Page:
The couple next to me were debating their choices and somehow, I found myself chatting with them. The next thing I knew, The woman was giving me her phone number "for next time" if I ever needed restaurant reccs. "Do not hesitate to call me" she said. People have been so incredibly friendly and helpful on this trip!
Finally, My pork belly arrived. The apple had been removed for me, so it was simply the pork belly and the miso butterscotch. My notes are funny at this point;

Oh. My. God. This pork belly kicks all other pork belly ass. For the record, this is the 3rd time in 3 days that I have eaten pork belly. I may turn into a pig...

I really had no idea until that moment that I had been loading up on the pig ~ probably a good thing I was walking so much every day! Anyway, the pork really was the most tender piece of meat I have ever eaten ~ so many people don't quite hit pork belly, but this had it all, including the crisp of the skin and the creaminess of the meat. And the miso butterscotch? I could eat that on everything! A perfect balance of salty and sweet. I could also see where the raw apple would be a perfect foil to the richness of this dish.

Brave (foolhardy) woman that I am, also ordered dessert and a dessert wine. I selected a Banyuls Dessert wine and the "French Toast". A single stick of perfectly crispy brioche with a creamy interior. Raisin puree very thin on the plate with raisin paper draped over. Brown butter ice cream. Warm maple gelee. Caramelised bacon bits. I could feel my heart seizing at the richness, but it was so damn good!

A wee bit tipsy on food and drink, I set out to explore the neighbourhood a little (Tribeca/Soho). The woman next to me had recommended a place for an after dinner cocktail called Kittechai. I couldn't find it (probably a good thing) it turned out later that I had walked right past it within a minute of leaving the restaurant. After about half an hour of walking in my sexy shoes, I had enough and sat down to switch to the flip flops in my purse.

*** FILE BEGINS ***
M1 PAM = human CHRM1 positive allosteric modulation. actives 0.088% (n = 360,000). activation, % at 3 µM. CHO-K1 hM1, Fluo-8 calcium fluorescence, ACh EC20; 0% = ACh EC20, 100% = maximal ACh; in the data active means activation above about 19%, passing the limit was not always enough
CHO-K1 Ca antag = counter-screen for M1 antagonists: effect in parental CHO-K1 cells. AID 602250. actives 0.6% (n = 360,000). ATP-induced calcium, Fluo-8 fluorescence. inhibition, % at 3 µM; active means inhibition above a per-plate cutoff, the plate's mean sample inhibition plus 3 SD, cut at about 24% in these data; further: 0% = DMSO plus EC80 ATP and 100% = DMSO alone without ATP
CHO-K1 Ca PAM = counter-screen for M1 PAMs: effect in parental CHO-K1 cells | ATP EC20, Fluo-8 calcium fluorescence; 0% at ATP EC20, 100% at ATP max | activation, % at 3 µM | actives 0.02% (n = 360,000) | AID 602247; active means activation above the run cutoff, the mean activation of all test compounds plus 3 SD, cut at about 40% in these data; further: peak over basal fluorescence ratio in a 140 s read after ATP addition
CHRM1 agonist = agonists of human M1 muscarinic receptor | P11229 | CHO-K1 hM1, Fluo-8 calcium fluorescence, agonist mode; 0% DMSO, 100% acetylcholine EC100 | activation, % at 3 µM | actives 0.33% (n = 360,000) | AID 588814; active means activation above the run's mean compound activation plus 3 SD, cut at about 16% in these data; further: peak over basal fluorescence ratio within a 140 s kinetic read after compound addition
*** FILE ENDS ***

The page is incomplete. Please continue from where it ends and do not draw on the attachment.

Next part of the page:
Then back to the hotel to call Kathryn and set up my trip for the next day.

Sunday, August 24, 2008

The Omnivores 100

a post to break up the over the top New York action.... I got it from Wandering Coyote

Here’s what to do:

1) Copy this list into your blog or journal, including these instructions.
2) Bold all the items you’ve eaten.
3) Cross out any items that you would never consider eating.

The VGT Omnivore’s Hundred:

1. Venison
2. Nettle tea
3. Huevos rancheros

4. Steak tartare
5. Crocodile
6. Black pudding
7. Cheese fondue
8. Carp
9. Borscht
10. Baba ghanoush
11. Calamari
12. Pho
13. PB&J sandwich
14. Aloo gobi
15. Hot dog from a street cart
16. Epoisses
17. Black truffle
18. Fruit wine made from something other than grapes
19. Steamed pork buns
20. Pistachio ice cream
21. Heirloom tomatoes
22. Fresh wild berries
23. Foie gras
24. Rice and beans

25. Brawn or Head Cheese
26. Raw Scotch Bonnet pepper
27. Dulce de leche
28. Oysters
29. Baklava
30. Bagna cauda
31. Wasabi peas
32. Clam Chowder in Soudough Bowl
33. Salted Lassi
34. Sauerkraut
35. Root beer float
36. Cognac
37. Clotted Cream Tea
38. Vodka Jelly/Jell-O
39. Gumbo
40. Oxtail
41. Curried goat

42. Whole insects
43. Phaal
44. Goat’s milk